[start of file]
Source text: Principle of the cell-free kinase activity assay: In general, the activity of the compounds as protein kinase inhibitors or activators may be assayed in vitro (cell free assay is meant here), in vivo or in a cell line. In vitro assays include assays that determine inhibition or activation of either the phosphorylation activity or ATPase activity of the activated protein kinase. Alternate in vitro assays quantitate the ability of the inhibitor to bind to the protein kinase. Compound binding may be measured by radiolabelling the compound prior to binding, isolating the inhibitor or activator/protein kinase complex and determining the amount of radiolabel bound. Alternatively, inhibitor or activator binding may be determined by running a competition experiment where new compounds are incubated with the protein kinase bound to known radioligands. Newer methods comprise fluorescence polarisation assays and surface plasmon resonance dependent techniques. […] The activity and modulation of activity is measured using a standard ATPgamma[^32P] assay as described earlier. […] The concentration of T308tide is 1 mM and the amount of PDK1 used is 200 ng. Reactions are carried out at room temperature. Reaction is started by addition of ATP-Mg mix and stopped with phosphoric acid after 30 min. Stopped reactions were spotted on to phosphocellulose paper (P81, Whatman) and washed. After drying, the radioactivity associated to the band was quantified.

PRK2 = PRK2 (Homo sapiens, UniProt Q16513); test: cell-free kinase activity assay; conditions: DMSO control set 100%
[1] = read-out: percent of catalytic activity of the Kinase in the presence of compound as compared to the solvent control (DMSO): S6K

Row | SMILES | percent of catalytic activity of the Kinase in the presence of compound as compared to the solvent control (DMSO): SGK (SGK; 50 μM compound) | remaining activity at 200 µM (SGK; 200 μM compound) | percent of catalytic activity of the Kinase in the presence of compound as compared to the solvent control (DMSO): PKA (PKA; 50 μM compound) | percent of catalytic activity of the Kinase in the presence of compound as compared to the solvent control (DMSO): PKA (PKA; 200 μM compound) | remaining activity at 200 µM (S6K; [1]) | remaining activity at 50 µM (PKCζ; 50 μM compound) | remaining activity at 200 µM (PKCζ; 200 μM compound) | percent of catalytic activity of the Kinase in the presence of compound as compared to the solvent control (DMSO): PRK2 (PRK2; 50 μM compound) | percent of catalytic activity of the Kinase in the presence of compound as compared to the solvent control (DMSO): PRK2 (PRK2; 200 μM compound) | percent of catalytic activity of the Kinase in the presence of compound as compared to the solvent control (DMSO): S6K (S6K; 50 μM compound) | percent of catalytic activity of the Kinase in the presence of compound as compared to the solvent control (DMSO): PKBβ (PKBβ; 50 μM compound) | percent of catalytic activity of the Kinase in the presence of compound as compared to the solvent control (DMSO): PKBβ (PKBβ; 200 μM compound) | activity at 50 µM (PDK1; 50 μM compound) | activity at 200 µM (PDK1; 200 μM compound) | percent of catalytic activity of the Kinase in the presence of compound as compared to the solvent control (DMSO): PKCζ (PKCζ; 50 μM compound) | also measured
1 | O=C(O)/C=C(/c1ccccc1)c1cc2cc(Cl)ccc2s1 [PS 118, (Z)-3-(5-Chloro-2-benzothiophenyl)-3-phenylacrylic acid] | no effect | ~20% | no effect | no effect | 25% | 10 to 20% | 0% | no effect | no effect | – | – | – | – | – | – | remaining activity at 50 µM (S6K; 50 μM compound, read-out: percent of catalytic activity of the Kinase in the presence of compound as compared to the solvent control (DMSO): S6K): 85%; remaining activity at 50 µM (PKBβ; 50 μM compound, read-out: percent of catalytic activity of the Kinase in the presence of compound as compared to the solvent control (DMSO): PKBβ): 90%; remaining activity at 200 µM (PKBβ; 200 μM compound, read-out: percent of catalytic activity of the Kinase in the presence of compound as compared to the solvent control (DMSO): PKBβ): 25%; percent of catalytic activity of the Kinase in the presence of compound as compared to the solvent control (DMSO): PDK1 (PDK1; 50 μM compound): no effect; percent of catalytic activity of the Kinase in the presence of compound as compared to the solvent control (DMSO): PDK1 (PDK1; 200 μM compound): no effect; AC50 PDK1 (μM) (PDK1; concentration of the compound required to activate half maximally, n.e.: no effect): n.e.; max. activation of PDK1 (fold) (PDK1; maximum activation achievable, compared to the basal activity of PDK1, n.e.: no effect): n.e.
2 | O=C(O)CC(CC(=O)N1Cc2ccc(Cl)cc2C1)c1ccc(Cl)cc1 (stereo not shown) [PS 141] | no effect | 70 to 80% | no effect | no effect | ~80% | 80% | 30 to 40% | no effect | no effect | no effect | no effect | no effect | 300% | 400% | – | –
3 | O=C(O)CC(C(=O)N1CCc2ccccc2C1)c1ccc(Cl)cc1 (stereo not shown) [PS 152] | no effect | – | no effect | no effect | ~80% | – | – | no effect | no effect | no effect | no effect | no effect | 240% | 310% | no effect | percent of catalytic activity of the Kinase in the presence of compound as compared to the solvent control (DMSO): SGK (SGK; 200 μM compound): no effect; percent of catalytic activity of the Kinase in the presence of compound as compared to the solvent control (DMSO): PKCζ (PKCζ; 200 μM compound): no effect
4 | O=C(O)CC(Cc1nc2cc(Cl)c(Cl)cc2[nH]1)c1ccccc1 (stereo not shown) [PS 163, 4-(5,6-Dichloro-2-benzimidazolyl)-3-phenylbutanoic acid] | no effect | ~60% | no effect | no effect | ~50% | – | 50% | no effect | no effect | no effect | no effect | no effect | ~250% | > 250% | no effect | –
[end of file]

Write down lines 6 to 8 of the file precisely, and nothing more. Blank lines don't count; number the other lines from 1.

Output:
2 | O=C(O)CC(CC(=O)N1Cc2ccc(Cl)cc2C1)c1ccc(Cl)cc1 (stereo not shown) [PS 141] | no effect | 70 to 80% | no effect | no effect | ~80% | 80% | 30 to 40% | no effect | no effect | no effect | no effect | no effect | 300% | 400% | – | –
3 | O=C(O)CC(C(=O)N1CCc2ccccc2C1)c1ccc(Cl)cc1 (stereo not shown) [PS 152] | no effect | – | no effect | no effect | ~80% | – | – | no effect | no effect | no effect | no effect | no effect | 240% | 310% | no effect | percent of catalytic activity of the Kinase in the presence of compound as compared to the solvent control (DMSO): SGK (SGK; 200 μM compound): no effect; percent of catalytic activity of the Kinase in the presence of compound as compared to the solvent control (DMSO): PKCζ (PKCζ; 200 μM compound): no effect
4 | O=C(O)CC(Cc1nc2cc(Cl)c(Cl)cc2[nH]1)c1ccccc1 (stereo not shown) [PS 163, 4-(5,6-Dichloro-2-benzimidazolyl)-3-phenylbutanoic acid] | no effect | ~60% | no effect | no effect | ~50% | – | 50% | no effect | no effect | no effect | no effect | no effect | ~250% | > 250% | no effect | –